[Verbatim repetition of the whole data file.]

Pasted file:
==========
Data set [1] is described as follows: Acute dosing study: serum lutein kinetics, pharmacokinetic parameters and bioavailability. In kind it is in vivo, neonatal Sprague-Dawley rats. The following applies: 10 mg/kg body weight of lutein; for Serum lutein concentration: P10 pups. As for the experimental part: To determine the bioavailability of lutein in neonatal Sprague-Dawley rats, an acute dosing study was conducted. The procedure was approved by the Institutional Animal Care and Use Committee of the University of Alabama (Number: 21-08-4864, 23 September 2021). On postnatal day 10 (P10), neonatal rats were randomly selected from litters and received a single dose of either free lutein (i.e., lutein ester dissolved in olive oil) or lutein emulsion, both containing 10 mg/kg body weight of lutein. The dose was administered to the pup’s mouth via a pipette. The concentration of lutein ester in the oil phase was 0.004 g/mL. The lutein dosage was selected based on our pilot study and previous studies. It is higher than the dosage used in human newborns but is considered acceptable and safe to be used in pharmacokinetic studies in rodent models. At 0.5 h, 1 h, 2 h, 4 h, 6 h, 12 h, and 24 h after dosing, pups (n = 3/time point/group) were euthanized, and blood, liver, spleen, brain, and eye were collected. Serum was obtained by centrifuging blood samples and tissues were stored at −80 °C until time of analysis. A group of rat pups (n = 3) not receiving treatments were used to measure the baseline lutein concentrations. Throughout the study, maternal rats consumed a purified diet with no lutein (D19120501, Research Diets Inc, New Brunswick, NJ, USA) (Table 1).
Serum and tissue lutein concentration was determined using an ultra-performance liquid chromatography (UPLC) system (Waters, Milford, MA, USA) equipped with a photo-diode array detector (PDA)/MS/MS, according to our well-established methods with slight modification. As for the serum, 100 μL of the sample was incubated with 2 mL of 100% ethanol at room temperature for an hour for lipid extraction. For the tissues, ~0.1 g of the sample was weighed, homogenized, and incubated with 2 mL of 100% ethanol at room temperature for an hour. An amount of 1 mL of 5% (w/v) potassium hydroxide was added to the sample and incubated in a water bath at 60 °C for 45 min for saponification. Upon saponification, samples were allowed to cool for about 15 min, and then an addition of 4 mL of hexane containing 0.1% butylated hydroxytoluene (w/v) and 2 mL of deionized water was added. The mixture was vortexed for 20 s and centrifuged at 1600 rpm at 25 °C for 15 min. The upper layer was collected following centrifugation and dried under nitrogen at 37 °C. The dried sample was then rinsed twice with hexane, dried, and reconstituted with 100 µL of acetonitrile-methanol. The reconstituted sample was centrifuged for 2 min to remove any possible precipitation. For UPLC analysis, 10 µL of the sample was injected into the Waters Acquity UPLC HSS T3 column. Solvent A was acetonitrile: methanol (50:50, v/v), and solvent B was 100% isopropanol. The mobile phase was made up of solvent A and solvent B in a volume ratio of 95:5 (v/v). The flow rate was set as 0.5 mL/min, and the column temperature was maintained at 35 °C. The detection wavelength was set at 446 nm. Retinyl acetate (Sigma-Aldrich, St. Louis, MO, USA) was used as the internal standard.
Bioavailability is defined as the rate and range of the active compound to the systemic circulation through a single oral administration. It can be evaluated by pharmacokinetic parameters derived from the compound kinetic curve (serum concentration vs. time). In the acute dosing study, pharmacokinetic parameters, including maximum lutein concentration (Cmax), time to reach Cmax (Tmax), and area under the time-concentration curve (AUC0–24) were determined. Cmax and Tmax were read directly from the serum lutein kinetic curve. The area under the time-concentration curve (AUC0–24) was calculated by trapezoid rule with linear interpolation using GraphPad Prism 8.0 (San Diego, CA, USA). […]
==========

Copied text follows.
Data set [1] is described as follows: Acute dosing study: serum lutein kinetics, pharmacokinetic parameters and bioavailability. In kind it is in vivo, neonatal Sprague-Dawley rats. The following applies: 10 mg/kg body weight of lutein; for Serum lutein concentration: P10 pups. As for the experimental part: To determine the bioavailability of lutein in neonatal Sprague-Dawley rats, an acute dosing study was conducted. The procedure was approved by the Institutional Animal Care and Use Committee of the University of Alabama (Number: 21-08-4864, 23 September 2021). On postnatal day 10 (P10), neonatal rats were randomly selected from litters and received a single dose of either free lutein (i.e., lutein ester dissolved in olive oil) or lutein emulsion, both containing 10 mg/kg body weight of lutein. The dose was administered to the pup’s mouth via a pipette. The concentration of lutein ester in the oil phase was 0.004 g/mL. The lutein dosage was selected based on our pilot study and previous studies. It is higher than the dosage used in human newborns but is considered acceptable and safe to be used in pharmacokinetic studies in rodent models. At 0.5 h, 1 h, 2 h, 4 h, 6 h, 12 h, and 24 h after dosing, pups (n = 3/time point/group) were euthanized, and blood, liver, spleen, brain, and eye were collected. Serum was obtained by centrifuging blood samples and tissues were stored at −80 °C until time of analysis. A group of rat pups (n = 3) not receiving treatments were used to measure the baseline lutein concentrations. Throughout the study, maternal rats consumed a purified diet with no lutein (D19120501, Research Diets Inc, New Brunswick, NJ, USA) (Table 1).
Serum and tissue lutein concentration was determined using an ultra-performance liquid chromatography (UPLC) system (Waters, Milford, MA, USA) equipped with a photo-diode array detector (PDA)/MS/MS, according to our well-established methods with slight modification. As for the serum, 100 μL of the sample was incubated with 2 mL of 100% ethanol at room temperature for an hour for lipid extraction. For the tissues, ~0.1 g of the sample was weighed, homogenized, and incubated with 2 mL of 100% ethanol at room temperature for an hour. An amount of 1 mL of 5% (w/v) potassium hydroxide was added to the sample and incubated in a water bath at 60 °C for 45 min for saponification. Upon saponification, samples were allowed to cool for about 15 min, and then an addition of 4 mL of hexane containing 0.1% butylated hydroxytoluene (w/v) and 2 mL of deionized water was added. The mixture was vortexed for 20 s and centrifuged at 1600 rpm at 25 °C for 15 min. The upper layer was collected following centrifugation and dried under nitrogen at 37 °C. The dried sample was then rinsed twice with hexane, dried, and reconstituted with 100 µL of acetonitrile-methanol. The reconstituted sample was centrifuged for 2 min to remove any possible precipitation. For UPLC analysis, 10 µL of the sample was injected into the Waters Acquity UPLC HSS T3 column. Solvent A was acetonitrile: methanol (50:50, v/v), and solvent B was 100% isopropanol. The mobile phase was made up of solvent A and solvent B in a volume ratio of 95:5 (v/v). The flow rate was set as 0.5 mL/min, and the column temperature was maintained at 35 °C. The detection wavelength was set at 446 nm. Retinyl acetate (Sigma-Aldrich, St. Louis, MO, USA) was used as the internal standard.
Bioavailability is defined as the rate and range of the active compound to the systemic circulation through a single oral administration. It can be evaluated by pharmacokinetic parameters derived from the compound kinetic curve (serum concentration vs. time). In the acute dosing study, pharmacokinetic parameters, including maximum lutein concentration (Cmax), time to reach Cmax (Tmax), and area under the time-concentration curve (AUC0–24) were determined. Cmax and Tmax were read directly from the serum lutein kinetic curve. The area under the time-concentration curve (AUC0–24) was calculated by trapezoid rule with linear interpolation using GraphPad Prism 8.0 (San Diego, CA, USA). […]